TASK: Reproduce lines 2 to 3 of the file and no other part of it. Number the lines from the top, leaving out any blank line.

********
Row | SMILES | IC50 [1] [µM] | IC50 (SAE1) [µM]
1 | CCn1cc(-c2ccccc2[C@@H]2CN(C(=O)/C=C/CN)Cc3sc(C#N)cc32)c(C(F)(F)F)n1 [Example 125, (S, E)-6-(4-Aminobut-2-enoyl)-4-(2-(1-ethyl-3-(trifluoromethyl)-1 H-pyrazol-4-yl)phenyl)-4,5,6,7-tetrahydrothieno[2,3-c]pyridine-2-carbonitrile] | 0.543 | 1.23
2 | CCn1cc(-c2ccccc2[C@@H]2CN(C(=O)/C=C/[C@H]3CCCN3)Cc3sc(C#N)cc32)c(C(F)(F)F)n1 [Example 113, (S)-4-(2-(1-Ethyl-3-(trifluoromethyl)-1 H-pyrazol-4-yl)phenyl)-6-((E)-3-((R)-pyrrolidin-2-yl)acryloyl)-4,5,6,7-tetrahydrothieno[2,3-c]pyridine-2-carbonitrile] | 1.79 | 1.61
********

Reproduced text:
1 | CCn1cc(-c2ccccc2[C@@H]2CN(C(=O)/C=C/CN)Cc3sc(C#N)cc32)c(C(F)(F)F)n1 [Example 125, (S, E)-6-(4-Aminobut-2-enoyl)-4-(2-(1-ethyl-3-(trifluoromethyl)-1 H-pyrazol-4-yl)phenyl)-4,5,6,7-tetrahydrothieno[2,3-c]pyridine-2-carbonitrile] | 0.543 | 1.23
2 | CCn1cc(-c2ccccc2[C@@H]2CN(C(=O)/C=C/[C@H]3CCCN3)Cc3sc(C#N)cc32)c(C(F)(F)F)n1 [Example 113, (S)-4-(2-(1-Ethyl-3-(trifluoromethyl)-1 H-pyrazol-4-yl)phenyl)-6-((E)-3-((R)-pyrrolidin-2-yl)acryloyl)-4,5,6,7-tetrahydrothieno[2,3-c]pyridine-2-carbonitrile] | 1.79 | 1.61